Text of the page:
Next, it will impose a royalty on mining operations. Some people could argue that a royalty is appropriate; however this one is 8 percent of the gross value of the metal produced, without credits or deductions for any costs whatsoever. It is analogous to taxing a bank on deposits.
Third, the bill has a provision that would make “Special Places” off limits to mining. This wouldn’t be a bad thing, except for the fact that anyone can nominate just about anywhere as a special place, which means that when you apply for a permit and disclose where you want to explore, anyone — everyone — who wants to can claim that place is “special” too. If the environmentalists don’t find a given place special, competitors just might.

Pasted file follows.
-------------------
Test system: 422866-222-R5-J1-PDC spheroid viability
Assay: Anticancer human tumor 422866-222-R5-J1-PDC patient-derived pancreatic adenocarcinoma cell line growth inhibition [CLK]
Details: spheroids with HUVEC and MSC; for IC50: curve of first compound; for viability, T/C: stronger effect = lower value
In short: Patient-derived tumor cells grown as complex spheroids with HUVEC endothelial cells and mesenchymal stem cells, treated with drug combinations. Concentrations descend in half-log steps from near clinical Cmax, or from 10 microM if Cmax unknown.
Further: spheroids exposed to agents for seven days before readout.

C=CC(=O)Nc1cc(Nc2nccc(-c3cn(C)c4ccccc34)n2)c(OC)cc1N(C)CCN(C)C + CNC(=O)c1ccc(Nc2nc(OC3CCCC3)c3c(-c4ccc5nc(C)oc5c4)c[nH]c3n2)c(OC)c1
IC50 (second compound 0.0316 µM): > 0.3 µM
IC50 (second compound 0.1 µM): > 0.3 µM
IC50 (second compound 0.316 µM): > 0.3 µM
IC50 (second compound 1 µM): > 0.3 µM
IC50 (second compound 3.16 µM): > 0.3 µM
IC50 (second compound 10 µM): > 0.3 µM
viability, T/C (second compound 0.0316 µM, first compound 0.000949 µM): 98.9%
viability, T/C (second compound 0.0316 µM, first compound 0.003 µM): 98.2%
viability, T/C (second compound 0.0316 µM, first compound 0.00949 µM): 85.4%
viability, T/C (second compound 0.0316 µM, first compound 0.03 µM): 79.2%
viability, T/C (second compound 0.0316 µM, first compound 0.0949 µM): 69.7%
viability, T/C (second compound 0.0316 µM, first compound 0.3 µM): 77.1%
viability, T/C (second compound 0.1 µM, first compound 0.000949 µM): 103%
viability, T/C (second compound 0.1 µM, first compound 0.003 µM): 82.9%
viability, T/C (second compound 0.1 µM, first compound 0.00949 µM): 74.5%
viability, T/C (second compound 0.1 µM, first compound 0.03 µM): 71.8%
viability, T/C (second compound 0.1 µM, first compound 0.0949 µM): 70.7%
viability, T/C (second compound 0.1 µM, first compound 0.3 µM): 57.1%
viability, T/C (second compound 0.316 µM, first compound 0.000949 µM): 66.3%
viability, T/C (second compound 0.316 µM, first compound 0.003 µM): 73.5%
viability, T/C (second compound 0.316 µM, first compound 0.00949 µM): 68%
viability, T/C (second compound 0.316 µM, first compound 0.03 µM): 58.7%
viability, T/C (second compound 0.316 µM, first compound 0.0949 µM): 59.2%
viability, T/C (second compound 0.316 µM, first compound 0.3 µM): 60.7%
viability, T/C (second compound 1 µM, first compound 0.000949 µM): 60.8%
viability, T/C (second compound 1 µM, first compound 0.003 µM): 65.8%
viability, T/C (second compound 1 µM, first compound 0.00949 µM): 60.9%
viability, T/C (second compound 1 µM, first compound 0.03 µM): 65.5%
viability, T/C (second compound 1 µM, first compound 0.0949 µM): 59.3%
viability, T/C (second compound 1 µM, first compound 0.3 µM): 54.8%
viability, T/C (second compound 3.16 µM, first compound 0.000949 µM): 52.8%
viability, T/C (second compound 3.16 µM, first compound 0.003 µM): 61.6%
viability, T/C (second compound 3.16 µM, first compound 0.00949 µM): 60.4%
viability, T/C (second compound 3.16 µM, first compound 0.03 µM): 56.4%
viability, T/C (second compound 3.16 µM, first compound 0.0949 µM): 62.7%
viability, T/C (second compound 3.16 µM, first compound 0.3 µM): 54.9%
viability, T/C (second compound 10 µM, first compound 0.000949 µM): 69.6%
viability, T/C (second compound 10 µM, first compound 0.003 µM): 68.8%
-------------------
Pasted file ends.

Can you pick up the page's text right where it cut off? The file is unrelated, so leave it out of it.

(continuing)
Fourth, there is a civil litigation provision in the bill that make it possible for anyone — citizenship not required — to initiate litigation against anyone for allegedly violating the permit requirements. Fifth, there are criminal provisions — up to $50,000 and two years in jail — for engaging in “mineral activities” without a permit. Mineral activities include, by definition, “any activity ... incidental ... to mineral exploration.”
The biggest section, however, relates to the requirement for a permit. Under the Rahall bill, “no person may engage in mineral activities (on federal lands) unless ... a permit was issued to such person under this (act).” In order to apply for a permit, even for exploration, it is necessary that all other permits required by law have been issued. The application must contain site characterization data, an operations plan, a reclamation plan, monitoring plans, long-term maintenance plans, and unspecified documentation as necessary to ensure compliance with environmental requirements.